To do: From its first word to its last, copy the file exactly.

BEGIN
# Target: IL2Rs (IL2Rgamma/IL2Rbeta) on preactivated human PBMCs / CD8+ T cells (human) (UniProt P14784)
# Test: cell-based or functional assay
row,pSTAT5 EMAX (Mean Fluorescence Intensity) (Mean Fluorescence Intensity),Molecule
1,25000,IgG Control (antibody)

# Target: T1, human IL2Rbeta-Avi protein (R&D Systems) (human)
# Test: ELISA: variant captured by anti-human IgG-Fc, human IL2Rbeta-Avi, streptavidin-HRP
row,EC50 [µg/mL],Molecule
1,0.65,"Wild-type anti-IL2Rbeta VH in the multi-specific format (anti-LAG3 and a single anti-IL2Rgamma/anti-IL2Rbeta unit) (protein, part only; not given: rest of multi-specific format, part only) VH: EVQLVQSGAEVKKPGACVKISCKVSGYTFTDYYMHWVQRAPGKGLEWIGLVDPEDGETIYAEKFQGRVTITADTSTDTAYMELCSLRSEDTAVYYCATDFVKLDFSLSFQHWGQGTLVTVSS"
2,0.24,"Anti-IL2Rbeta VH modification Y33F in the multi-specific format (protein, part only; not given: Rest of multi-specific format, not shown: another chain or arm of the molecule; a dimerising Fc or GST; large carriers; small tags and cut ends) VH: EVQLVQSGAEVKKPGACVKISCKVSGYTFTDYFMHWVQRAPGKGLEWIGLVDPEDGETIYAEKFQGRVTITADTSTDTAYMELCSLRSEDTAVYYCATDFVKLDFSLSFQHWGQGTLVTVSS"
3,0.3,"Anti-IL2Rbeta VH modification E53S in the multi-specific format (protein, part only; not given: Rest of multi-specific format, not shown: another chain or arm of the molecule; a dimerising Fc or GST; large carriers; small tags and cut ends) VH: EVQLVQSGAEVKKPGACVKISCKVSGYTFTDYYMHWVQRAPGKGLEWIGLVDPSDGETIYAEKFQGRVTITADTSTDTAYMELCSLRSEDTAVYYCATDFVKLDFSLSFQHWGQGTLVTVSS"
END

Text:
# Target: IL2Rs (IL2Rgamma/IL2Rbeta) on preactivated human PBMCs / CD8+ T cells (human) (UniProt P14784)
# Test: cell-based or functional assay
row,pSTAT5 EMAX (Mean Fluorescence Intensity) (Mean Fluorescence Intensity),Molecule
1,25000,IgG Control (antibody)

# Target: T1, human IL2Rbeta-Avi protein (R&D Systems) (human)
# Test: ELISA: variant captured by anti-human IgG-Fc, human IL2Rbeta-Avi, streptavidin-HRP
row,EC50 [µg/mL],Molecule
1,0.65,"Wild-type anti-IL2Rbeta VH in the multi-specific format (anti-LAG3 and a single anti-IL2Rgamma/anti-IL2Rbeta unit) (protein, part only; not given: rest of multi-specific format, part only) VH: EVQLVQSGAEVKKPGACVKISCKVSGYTFTDYYMHWVQRAPGKGLEWIGLVDPEDGETIYAEKFQGRVTITADTSTDTAYMELCSLRSEDTAVYYCATDFVKLDFSLSFQHWGQGTLVTVSS"
2,0.24,"Anti-IL2Rbeta VH modification Y33F in the multi-specific format (protein, part only; not given: Rest of multi-specific format, not shown: another chain or arm of the molecule; a dimerising Fc or GST; large carriers; small tags and cut ends) VH: EVQLVQSGAEVKKPGACVKISCKVSGYTFTDYFMHWVQRAPGKGLEWIGLVDPEDGETIYAEKFQGRVTITADTSTDTAYMELCSLRSEDTAVYYCATDFVKLDFSLSFQHWGQGTLVTVSS"
3,0.3,"Anti-IL2Rbeta VH modification E53S in the multi-specific format (protein, part only; not given: Rest of multi-specific format, not shown: another chain or arm of the molecule; a dimerising Fc or GST; large carriers; small tags and cut ends) VH: EVQLVQSGAEVKKPGACVKISCKVSGYTFTDYYMHWVQRAPGKGLEWIGLVDPSDGETIYAEKFQGRVTITADTSTDTAYMELCSLRSEDTAVYYCATDFVKLDFSLSFQHWGQGTLVTVSS"